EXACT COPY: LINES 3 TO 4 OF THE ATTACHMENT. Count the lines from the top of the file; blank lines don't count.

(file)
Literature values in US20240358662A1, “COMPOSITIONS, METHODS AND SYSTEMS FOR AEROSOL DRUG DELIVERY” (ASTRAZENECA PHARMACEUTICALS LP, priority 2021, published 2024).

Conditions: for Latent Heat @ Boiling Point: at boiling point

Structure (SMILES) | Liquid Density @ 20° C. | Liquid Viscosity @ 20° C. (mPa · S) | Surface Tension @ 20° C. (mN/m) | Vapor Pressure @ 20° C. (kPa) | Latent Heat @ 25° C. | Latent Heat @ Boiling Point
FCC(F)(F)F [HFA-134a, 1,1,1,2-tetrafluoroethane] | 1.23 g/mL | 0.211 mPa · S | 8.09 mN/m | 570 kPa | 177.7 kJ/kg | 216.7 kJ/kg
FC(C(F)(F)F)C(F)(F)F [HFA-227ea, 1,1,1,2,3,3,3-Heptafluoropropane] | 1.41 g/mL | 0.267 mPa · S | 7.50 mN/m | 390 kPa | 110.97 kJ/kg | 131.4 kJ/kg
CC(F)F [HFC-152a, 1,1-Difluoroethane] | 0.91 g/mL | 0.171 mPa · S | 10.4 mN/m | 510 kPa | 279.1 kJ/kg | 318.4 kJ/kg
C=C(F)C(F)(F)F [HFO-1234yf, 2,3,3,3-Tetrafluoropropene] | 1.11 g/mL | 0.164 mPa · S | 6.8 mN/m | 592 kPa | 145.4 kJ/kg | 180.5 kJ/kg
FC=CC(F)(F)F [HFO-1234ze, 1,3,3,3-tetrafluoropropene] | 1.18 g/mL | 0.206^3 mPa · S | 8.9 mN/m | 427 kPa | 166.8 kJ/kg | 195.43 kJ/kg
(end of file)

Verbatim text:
Structure (SMILES) | Liquid Density @ 20° C. | Liquid Viscosity @ 20° C. (mPa · S) | Surface Tension @ 20° C. (mN/m) | Vapor Pressure @ 20° C. (kPa) | Latent Heat @ 25° C. | Latent Heat @ Boiling Point
FCC(F)(F)F [HFA-134a, 1,1,1,2-tetrafluoroethane] | 1.23 g/mL | 0.211 mPa · S | 8.09 mN/m | 570 kPa | 177.7 kJ/kg | 216.7 kJ/kg